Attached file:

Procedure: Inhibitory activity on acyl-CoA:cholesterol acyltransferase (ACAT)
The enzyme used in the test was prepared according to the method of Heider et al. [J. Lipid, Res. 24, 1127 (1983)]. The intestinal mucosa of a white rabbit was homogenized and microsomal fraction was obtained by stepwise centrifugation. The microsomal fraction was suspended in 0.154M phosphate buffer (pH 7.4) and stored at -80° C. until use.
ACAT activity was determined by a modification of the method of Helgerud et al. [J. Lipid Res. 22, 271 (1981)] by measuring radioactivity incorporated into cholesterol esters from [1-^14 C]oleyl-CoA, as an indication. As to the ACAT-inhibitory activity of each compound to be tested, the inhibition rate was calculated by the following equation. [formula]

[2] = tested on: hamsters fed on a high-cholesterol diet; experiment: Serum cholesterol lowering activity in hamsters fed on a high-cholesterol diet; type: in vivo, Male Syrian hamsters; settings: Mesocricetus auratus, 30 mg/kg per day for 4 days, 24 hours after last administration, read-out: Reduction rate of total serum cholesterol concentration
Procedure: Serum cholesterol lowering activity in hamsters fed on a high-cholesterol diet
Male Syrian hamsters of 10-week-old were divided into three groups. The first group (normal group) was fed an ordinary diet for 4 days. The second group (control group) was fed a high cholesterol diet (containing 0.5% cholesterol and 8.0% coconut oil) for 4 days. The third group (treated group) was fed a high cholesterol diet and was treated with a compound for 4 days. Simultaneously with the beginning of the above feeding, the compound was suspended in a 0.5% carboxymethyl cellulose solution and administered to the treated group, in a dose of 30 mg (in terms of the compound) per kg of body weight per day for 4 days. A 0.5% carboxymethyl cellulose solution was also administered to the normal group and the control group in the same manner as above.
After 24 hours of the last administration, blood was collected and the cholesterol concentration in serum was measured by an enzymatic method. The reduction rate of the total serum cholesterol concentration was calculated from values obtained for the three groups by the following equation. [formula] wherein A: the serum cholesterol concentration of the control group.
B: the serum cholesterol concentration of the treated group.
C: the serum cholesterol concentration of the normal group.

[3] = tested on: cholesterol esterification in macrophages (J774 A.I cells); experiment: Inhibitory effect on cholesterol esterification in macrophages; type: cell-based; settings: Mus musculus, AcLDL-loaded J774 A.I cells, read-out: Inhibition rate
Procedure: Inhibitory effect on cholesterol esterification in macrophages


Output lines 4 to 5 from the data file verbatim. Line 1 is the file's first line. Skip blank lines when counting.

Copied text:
[2] = tested on: hamsters fed on a high-cholesterol diet; experiment: Serum cholesterol lowering activity in hamsters fed on a high-cholesterol diet; type: in vivo, Male Syrian hamsters; settings: Mesocricetus auratus, 30 mg/kg per day for 4 days, 24 hours after last administration, read-out: Reduction rate of total serum cholesterol concentration
Procedure: Serum cholesterol lowering activity in hamsters fed on a high-cholesterol diet